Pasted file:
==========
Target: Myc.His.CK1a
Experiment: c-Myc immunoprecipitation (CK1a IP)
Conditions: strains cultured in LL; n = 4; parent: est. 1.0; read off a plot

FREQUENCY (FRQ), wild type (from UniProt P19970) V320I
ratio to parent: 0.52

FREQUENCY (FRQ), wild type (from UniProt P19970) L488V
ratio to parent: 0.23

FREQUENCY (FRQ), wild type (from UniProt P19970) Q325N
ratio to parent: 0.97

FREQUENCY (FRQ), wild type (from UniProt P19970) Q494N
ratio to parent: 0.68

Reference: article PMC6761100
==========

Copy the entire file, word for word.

Target: Myc.His.CK1a
Experiment: c-Myc immunoprecipitation (CK1a IP)
Conditions: strains cultured in LL; n = 4; parent: est. 1.0; read off a plot

FREQUENCY (FRQ), wild type (from UniProt P19970) V320I
ratio to parent: 0.52

FREQUENCY (FRQ), wild type (from UniProt P19970) L488V
ratio to parent: 0.23

FREQUENCY (FRQ), wild type (from UniProt P19970) Q325N
ratio to parent: 0.97

FREQUENCY (FRQ), wild type (from UniProt P19970) Q494N
ratio to parent: 0.68

Reference: article PMC6761100